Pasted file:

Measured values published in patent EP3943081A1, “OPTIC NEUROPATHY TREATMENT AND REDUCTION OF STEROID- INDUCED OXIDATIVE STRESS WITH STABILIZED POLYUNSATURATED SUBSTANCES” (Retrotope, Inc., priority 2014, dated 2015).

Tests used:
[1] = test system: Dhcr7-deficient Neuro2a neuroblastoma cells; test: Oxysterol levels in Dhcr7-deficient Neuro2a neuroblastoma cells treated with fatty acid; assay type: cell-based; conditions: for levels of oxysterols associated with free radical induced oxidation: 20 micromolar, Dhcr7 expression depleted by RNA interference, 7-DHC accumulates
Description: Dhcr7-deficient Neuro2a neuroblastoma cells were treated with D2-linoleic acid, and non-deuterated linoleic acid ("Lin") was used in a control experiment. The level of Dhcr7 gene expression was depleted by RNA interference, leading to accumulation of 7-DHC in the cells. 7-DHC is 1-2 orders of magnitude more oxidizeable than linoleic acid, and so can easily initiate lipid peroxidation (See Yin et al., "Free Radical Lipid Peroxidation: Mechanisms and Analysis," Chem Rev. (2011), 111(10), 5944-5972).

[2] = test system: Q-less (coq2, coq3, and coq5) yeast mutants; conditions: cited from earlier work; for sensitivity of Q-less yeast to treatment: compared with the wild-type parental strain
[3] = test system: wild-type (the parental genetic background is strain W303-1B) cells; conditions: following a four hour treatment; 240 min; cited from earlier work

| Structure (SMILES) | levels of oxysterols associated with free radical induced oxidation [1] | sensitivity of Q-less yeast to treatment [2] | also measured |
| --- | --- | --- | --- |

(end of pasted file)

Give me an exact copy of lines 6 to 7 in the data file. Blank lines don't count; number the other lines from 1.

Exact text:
[3] = test system: wild-type (the parental genetic background is strain W303-1B) cells; conditions: following a four hour treatment; 240 min; cited from earlier work

| Structure (SMILES) | levels of oxysterols associated with free radical induced oxidation [1] | sensitivity of Q-less yeast to treatment [2] | also measured |